| table_ref [ INNER | LEFT [ OUTER ] ] JOIN table_ref ON search_condition

Arguments

WITH [ RECURSIVE ] with_list

RECURSIVE specifies query_expr in with_list_element is a recursive query.

SELECT [ ALL | DISTINCT ]

DISTINCT specifies that the result table omits duplicate rows. ALL is the default, and specifies that the result table includes all rows.


SELECT [ SKIP N ]

SKIP skips the leading rows in result sets. N specifies the number of rows to be skipped.

SELECT [ TOP N ]

TOP limits the number of rows in result sets. N specifies the number of rows to be returned. When used in conjunction with SKIP, rows are first skipped, then the TOP N rows remaining are returned.

SELECT * | { table_name | alias } . *

Specifies that the result table includes all columns from all tables named in the FROM clause. For instance, the following examples both specify all the columns in the customers table:

SELECT * FROM customers;

SELECT customers.* FROM customers;

The tablename.* syntax is useful when the select list refers to columns in multiple tables, and you want to specify all the columns in one of those tables:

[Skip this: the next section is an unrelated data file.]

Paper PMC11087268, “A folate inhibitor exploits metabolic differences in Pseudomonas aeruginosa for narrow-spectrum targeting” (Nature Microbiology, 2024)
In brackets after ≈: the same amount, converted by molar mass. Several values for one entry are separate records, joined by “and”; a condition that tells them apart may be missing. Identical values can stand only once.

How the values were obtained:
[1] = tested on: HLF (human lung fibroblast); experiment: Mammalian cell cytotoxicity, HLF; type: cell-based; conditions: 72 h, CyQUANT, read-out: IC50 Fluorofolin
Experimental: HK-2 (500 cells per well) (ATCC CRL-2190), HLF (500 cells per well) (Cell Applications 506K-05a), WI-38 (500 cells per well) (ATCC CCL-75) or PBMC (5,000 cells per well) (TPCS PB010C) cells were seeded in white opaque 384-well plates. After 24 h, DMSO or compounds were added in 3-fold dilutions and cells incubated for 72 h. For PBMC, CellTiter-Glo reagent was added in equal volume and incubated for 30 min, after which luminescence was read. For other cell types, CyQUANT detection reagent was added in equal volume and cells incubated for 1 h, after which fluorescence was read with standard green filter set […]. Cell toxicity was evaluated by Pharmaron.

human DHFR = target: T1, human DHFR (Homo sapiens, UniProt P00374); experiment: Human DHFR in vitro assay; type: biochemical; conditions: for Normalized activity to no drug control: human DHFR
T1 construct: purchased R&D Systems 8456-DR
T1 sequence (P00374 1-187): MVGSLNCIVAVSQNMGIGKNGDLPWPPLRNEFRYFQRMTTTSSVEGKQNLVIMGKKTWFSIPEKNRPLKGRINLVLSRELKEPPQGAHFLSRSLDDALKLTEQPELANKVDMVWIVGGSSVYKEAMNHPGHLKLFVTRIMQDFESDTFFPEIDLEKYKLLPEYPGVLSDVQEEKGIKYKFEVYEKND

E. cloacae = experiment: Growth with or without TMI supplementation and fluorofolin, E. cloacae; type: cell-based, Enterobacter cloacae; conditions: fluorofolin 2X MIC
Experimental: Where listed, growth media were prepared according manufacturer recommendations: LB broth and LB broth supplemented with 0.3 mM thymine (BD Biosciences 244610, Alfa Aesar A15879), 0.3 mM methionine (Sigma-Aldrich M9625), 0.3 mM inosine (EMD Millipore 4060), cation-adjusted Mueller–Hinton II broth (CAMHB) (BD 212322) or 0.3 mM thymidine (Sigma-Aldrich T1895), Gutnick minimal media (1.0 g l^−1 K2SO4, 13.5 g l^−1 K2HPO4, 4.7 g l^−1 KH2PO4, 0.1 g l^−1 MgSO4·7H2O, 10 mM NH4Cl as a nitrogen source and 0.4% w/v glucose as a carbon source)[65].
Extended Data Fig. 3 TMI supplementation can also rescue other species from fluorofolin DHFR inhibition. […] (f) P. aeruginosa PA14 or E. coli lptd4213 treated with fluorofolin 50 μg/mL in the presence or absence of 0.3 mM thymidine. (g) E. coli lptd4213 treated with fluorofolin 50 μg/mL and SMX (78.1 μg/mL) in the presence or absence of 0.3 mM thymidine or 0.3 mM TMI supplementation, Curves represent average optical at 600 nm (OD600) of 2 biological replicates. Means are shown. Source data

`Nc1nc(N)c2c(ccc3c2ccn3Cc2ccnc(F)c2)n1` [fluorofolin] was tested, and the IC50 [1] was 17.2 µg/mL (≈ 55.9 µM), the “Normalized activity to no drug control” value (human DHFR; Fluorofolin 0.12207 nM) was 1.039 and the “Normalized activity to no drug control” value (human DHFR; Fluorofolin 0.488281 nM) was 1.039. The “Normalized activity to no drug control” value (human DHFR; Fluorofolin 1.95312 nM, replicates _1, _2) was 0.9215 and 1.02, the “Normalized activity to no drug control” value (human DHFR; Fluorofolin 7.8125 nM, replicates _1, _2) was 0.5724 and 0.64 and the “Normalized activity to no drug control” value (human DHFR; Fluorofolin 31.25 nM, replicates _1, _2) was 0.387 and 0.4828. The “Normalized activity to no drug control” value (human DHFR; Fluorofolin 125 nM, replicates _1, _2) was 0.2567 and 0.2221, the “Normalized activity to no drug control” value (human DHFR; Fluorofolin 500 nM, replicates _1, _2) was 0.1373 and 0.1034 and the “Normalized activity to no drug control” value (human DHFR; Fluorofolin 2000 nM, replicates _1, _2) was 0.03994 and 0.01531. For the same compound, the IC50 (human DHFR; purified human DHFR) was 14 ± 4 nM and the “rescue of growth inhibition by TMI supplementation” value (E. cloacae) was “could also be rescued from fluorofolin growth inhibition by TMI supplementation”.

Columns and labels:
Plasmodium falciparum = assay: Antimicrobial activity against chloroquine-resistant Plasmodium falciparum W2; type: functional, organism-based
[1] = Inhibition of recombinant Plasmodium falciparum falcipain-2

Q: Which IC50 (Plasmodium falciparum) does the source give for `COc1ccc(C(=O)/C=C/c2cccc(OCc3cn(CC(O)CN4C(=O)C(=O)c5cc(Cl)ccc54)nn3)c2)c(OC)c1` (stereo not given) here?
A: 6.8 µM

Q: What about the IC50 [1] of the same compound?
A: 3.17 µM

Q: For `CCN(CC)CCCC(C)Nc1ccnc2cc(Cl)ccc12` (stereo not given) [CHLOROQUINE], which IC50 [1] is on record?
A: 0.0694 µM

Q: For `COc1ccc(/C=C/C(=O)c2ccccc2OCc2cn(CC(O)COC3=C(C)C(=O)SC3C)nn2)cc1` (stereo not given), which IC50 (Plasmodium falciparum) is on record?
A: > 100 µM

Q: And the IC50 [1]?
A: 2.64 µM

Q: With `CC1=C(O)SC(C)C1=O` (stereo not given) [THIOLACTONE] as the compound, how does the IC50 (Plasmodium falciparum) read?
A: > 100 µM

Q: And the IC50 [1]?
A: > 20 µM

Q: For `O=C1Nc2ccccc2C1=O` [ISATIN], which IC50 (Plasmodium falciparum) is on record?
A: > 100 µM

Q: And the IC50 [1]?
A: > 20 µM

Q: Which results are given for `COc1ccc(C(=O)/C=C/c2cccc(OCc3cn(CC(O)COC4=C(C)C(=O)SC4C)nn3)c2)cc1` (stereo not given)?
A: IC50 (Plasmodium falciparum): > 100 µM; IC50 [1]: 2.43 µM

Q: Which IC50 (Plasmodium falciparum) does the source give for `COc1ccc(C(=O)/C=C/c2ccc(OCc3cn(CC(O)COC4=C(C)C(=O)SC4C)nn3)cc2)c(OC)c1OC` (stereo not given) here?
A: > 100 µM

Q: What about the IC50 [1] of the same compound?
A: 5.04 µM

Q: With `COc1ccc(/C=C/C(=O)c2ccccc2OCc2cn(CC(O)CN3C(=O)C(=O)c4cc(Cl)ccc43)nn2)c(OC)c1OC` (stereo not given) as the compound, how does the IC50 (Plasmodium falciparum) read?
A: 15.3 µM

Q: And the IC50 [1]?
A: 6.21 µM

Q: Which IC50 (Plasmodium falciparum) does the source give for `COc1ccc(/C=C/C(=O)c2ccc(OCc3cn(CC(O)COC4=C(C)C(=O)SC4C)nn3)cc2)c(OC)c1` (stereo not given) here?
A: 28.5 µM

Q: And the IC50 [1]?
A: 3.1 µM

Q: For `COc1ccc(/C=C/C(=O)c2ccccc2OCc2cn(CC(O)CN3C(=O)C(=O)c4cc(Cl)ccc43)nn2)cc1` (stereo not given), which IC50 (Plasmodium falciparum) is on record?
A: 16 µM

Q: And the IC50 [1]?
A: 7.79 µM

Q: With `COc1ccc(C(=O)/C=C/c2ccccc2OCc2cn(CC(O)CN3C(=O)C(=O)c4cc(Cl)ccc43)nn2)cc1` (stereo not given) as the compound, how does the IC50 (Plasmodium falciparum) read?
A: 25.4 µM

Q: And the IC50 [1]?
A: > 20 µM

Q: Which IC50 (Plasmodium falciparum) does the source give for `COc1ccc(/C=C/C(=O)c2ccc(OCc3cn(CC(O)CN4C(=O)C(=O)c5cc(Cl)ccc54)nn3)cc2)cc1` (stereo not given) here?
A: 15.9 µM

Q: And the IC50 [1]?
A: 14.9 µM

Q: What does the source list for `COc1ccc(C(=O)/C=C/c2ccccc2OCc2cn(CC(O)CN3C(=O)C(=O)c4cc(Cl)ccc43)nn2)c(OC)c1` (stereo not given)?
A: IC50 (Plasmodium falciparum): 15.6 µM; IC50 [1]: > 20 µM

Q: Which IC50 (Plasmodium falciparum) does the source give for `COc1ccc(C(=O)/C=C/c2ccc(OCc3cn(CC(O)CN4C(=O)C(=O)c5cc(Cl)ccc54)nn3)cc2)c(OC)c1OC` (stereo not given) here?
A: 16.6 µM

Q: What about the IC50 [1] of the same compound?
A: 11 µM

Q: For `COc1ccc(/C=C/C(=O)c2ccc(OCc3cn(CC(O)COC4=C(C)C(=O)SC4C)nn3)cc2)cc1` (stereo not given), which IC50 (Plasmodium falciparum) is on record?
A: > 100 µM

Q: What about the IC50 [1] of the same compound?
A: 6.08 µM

SELECT CUSTOMERS.CUSTOMER_ID, CUSTOMERS.CUSTOMER_NAME, ORDERS.*

FROM CUSTOMERS, ORDERS ...


SELECT { { { expr | NULL } [ [ AS ] [ ' ] column_title [ ' ] ] } | { [ [ ' ] column_title [ ' ] = ] { expr | NULL } } }

Specifies a list of expressions, called a select list, whose results will form columns of the result table. Typically, the expression is a column name from a table named in the FROM clause. The expression can also be any supported mathematical expression, scalar function, aggregate function, or scalar sub-query that returns one value.

The example for an expr which is a scalar sub-query is as follows.

SELECT e.ename,

( SELECT d.dname FROM dept d where d.deptno = e.deptno )

FROM emp e;

The optional 'column_title’ argument specifies a new heading for the associated column in the result table. Enclose the new title in single or double quotation marks if it contains spaces or other special characters:

SELECT order_value, order_value * .2 AS 'order "markup"' FROM orders;

ORDER_VALUE ORDER "MARKUP"

------------ ---------------

5000000.00 1000000.00

110000.00 22000.00

3300000.00 660000.00

You can qualify column names with the name of the table they belong to:

SELECT CUSTOMER.CUSTOMER_ID FROM CUSTOMERS

You must qualify a column name if it occurs in more than one table specified in the FROM clause:

SELECT CUSTOMERS.CUSTOMER_ID

FROM CUSTOMERS, ORDERS